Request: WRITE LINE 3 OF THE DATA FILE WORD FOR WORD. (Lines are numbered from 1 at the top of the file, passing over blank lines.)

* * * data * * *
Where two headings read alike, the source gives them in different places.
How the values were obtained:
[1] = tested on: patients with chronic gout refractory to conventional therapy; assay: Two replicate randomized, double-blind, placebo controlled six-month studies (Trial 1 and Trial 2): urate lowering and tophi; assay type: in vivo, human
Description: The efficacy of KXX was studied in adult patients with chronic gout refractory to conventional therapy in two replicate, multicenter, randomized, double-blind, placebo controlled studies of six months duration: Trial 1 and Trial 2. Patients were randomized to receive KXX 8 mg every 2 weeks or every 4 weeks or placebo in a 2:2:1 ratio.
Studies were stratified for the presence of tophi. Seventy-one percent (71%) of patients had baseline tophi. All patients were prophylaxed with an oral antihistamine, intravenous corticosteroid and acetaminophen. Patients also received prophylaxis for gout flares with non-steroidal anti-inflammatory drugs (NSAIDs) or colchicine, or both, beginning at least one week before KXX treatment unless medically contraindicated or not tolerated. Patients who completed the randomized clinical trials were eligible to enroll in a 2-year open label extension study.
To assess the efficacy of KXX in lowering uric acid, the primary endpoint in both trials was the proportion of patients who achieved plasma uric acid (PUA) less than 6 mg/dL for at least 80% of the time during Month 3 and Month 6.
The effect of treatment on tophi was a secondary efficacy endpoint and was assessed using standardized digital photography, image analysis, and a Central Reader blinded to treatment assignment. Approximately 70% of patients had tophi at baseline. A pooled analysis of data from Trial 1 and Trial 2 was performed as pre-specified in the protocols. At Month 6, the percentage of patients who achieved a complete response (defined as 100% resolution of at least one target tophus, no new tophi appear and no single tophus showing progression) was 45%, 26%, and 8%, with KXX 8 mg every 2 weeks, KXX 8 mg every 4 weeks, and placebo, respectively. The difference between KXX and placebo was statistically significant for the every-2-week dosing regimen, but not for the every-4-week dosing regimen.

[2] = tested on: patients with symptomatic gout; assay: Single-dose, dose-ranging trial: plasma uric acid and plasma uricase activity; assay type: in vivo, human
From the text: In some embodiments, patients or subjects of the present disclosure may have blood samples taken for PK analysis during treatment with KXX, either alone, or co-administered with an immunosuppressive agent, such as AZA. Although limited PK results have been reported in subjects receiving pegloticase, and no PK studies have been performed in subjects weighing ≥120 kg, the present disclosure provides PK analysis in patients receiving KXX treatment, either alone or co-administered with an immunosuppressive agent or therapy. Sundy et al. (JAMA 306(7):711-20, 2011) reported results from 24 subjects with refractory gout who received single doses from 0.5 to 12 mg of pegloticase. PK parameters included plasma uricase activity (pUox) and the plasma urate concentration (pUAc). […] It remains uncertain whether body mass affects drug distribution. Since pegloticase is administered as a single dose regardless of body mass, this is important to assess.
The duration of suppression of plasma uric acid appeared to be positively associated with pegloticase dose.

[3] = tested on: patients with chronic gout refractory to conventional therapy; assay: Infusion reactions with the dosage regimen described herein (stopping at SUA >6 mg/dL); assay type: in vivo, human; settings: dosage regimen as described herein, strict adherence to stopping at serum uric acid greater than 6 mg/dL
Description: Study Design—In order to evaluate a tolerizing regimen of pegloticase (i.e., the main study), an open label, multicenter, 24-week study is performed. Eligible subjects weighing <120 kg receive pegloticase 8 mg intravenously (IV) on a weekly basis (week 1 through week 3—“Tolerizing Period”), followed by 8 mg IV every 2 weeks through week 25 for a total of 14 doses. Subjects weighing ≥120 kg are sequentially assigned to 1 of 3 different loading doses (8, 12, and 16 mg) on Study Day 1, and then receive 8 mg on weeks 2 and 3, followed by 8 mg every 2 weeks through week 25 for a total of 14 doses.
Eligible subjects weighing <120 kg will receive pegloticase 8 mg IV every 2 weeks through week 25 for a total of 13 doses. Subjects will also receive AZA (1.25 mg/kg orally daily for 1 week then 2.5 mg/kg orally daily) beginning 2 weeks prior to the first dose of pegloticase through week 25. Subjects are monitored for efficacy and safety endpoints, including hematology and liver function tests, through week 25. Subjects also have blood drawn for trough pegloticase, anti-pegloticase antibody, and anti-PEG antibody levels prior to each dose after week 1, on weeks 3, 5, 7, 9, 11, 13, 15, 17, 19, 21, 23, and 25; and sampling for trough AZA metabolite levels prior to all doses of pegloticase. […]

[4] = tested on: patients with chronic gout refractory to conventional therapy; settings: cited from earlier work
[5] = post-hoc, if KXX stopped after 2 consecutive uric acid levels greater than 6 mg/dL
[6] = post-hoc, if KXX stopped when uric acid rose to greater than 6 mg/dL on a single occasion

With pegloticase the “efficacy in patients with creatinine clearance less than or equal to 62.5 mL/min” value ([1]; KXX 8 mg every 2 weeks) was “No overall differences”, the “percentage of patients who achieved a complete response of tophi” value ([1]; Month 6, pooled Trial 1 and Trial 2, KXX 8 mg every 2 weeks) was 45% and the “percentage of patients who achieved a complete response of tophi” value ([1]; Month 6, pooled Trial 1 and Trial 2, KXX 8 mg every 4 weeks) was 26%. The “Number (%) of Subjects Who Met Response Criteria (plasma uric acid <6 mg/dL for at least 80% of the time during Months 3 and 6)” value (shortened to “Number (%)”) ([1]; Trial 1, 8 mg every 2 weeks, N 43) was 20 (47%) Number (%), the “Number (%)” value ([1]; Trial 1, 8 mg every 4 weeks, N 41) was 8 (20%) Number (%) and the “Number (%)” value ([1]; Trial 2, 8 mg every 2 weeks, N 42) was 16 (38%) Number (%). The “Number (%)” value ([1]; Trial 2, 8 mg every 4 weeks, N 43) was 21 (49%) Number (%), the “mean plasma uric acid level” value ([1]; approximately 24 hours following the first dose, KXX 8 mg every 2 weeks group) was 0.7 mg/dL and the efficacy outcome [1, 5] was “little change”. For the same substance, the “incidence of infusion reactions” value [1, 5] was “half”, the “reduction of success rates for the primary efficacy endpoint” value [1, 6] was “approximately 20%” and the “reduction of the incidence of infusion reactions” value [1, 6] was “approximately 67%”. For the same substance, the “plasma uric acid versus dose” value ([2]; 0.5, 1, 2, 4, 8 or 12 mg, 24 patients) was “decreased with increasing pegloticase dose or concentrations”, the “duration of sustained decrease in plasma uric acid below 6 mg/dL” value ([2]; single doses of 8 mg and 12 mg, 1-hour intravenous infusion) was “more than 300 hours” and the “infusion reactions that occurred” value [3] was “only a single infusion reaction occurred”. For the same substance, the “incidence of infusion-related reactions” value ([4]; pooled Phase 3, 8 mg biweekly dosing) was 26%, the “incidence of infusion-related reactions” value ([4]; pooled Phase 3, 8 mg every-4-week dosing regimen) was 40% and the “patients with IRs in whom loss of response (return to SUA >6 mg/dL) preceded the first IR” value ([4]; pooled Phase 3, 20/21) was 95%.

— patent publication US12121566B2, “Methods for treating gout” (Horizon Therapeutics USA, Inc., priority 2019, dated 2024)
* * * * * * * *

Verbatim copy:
[1] = tested on: patients with chronic gout refractory to conventional therapy; assay: Two replicate randomized, double-blind, placebo controlled six-month studies (Trial 1 and Trial 2): urate lowering and tophi; assay type: in vivo, human